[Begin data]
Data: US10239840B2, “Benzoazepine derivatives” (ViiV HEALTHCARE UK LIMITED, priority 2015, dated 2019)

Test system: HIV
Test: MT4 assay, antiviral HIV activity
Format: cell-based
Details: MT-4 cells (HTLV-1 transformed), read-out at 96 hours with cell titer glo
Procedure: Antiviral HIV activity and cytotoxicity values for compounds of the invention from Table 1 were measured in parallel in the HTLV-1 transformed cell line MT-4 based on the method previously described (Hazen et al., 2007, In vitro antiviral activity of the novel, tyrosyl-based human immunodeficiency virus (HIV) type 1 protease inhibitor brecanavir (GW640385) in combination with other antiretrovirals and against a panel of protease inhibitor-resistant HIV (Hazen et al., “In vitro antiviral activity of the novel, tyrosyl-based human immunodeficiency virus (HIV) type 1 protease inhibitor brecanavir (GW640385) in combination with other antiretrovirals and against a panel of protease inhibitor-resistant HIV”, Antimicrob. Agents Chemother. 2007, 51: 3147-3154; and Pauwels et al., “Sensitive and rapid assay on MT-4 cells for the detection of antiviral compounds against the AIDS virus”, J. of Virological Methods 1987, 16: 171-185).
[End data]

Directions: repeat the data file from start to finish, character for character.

Data: US10239840B2, “Benzoazepine derivatives” (ViiV HEALTHCARE UK LIMITED, priority 2015, dated 2019)

Test system: HIV
Test: MT4 assay, antiviral HIV activity
Format: cell-based
Details: MT-4 cells (HTLV-1 transformed), read-out at 96 hours with cell titer glo
Procedure: Antiviral HIV activity and cytotoxicity values for compounds of the invention from Table 1 were measured in parallel in the HTLV-1 transformed cell line MT-4 based on the method previously described (Hazen et al., 2007, In vitro antiviral activity of the novel, tyrosyl-based human immunodeficiency virus (HIV) type 1 protease inhibitor brecanavir (GW640385) in combination with other antiretrovirals and against a panel of protease inhibitor-resistant HIV (Hazen et al., “In vitro antiviral activity of the novel, tyrosyl-based human immunodeficiency virus (HIV) type 1 protease inhibitor brecanavir (GW640385) in combination with other antiretrovirals and against a panel of protease inhibitor-resistant HIV”, Antimicrob. Agents Chemother. 2007, 51: 3147-3154; and Pauwels et al., “Sensitive and rapid assay on MT-4 cells for the detection of antiviral compounds against the AIDS virus”, J. of Virological Methods 1987, 16: 171-185).